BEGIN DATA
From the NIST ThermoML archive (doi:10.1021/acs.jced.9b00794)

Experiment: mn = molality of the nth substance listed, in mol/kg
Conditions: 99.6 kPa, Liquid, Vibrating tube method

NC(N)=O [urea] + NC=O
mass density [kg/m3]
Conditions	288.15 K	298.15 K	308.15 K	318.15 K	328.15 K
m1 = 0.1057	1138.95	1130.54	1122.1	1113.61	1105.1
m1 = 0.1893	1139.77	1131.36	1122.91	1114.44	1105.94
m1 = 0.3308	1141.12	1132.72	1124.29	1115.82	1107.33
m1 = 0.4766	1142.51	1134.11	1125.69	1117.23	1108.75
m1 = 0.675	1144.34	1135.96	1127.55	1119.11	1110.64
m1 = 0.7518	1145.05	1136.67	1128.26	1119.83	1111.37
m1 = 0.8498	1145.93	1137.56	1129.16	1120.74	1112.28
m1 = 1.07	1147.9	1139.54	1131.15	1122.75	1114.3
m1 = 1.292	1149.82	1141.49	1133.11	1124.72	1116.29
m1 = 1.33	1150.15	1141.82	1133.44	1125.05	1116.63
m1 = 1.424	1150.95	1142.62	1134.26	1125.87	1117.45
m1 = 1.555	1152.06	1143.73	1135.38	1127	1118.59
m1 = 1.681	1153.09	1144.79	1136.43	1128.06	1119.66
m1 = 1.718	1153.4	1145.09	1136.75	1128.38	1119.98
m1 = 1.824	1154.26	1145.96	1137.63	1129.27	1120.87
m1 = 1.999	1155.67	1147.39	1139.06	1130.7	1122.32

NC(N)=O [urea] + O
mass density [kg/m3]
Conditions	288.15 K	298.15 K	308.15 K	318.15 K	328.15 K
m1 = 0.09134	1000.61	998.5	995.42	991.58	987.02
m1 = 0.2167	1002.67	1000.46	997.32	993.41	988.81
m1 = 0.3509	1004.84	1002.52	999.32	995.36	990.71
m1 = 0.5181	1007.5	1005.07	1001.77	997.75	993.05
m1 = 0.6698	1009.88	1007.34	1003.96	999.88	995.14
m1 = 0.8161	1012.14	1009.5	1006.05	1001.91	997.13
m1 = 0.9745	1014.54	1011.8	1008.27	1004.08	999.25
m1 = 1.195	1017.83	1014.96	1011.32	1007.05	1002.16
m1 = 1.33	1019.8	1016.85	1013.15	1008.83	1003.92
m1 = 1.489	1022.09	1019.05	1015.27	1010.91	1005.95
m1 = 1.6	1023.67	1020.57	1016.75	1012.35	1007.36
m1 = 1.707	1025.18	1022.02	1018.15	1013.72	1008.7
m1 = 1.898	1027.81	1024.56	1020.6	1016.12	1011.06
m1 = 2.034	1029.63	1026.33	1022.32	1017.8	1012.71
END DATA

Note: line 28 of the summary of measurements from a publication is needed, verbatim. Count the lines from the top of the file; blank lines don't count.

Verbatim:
m1 = 0.3509	1004.84	1002.52	999.32	995.36	990.71